There is a Joseph Robitaille, a 20-yr-old Canadian shoemaker, on the 1880 census for Cook County, IL, living as a boarder in Chicago with another Canadian shoemaker. Two years later (the same year in which Joseph and Philomene married), there is a marriage between Joseph Robitaille and Philamina (sic) Meyer (sic) in Cook County. Joseph Robitaille, shoemaker, is in the 1890 and 1892 city directories for Chicago.

Joseph Robitaille, “foreman,” shows up in the St. Louis City Directories for 1906 and 1907, but not in 1908, by which time Joseph Robitall was in Pike County. Joseph is described as a “foreman of a shoe company” on the Pike County census for 1910 and as a shoemaker in the 1911 city directory for Louisiana, Missouri, by which time his wife Philomena is also listed.

Another Joseph Robitaille is in the St. Louis directory for 1906-1908, just a block or two away from the first, described as a shoemaker. Fabian John Robitaille was born in St. Louis in 1907; Joseph and Philomene had a son named Fabian born in Missouri in 1907. It seems highly likely that the earlier Joseph Robitaille is also the later Joseph Robitall.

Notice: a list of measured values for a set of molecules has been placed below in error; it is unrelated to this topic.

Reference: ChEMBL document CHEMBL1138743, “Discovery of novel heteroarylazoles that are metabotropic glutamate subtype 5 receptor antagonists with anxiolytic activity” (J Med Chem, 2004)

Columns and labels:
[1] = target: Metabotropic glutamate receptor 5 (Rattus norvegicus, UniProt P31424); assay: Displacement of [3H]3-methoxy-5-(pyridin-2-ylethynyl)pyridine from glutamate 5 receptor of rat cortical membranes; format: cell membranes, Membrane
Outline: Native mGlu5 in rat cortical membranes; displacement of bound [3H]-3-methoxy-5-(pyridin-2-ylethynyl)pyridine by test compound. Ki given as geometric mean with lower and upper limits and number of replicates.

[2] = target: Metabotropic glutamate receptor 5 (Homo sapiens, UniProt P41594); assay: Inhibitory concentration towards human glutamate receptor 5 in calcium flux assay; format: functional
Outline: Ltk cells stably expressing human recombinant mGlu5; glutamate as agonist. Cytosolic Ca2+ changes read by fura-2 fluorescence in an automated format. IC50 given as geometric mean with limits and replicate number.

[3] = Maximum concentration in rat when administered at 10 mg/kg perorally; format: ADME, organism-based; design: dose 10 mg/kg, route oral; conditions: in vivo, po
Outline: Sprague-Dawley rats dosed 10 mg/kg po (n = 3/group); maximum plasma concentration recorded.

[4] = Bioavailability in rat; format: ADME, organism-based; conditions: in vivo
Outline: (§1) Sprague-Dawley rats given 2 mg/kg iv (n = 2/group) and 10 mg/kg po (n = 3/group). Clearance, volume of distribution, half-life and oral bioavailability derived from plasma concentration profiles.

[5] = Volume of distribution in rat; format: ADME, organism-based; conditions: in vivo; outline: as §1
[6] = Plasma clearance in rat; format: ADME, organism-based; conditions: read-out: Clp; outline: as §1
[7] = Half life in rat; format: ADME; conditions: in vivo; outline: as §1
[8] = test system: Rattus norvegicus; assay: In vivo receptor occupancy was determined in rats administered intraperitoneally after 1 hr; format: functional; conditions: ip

In Missouri, Mother of the West (1930), Joseph is referred to as a “resident of Montreal, Canada, where Mr. Robitall is superintendent of a shoe company.” This suggests that he returned to Canada, perhaps following the marriage of his daughter in 1908.

The Centennial History of Missouri (1921, see below) says Joseph was the superintendent of the McElroy Sloan Shoe Company. This book says that Joseph was originally from France, went to Canada, and then to Missouri, but census data gives Canada as Joseph’s birthplace.

Philomene’s first name gets spelled lots of ways, and her maiden name does, too. Later 20th century documents, typed rather than handwritten, show it as “Maheau.” The family seems to have gone by Robitaille when they were in Canada and Robitall in the U.S., though that name also gets misspelled. Robitann, for example, is the family name given during one handwritten census to a family with all the same first names as the Robitaille/ Robitalls. 

It is interesting tome that this family is made up of shoemakers, while in France at the same time depth there was another family that owned a shoe factory. Daughters of these two families became my great-grandmothers.

I can see Joseph and Philomene on census documents until 1921, when they had returned to Canada, after which time I lose them. Joseph was 61 in that year, and Philomene would have been 57.